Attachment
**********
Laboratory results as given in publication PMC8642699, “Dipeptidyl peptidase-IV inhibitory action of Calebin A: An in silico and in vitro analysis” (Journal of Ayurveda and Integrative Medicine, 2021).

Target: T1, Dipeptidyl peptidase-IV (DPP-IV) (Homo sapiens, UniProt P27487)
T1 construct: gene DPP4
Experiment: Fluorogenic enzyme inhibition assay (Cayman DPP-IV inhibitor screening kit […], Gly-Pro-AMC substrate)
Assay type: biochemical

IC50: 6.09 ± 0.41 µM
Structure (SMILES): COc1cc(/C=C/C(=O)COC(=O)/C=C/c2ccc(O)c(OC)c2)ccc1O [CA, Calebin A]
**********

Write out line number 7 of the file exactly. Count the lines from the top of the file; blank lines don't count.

Structure (SMILES): COc1cc(/C=C/C(=O)COC(=O)/C=C/c2ccc(O)c(OC)c2)ccc1O [CA, Calebin A]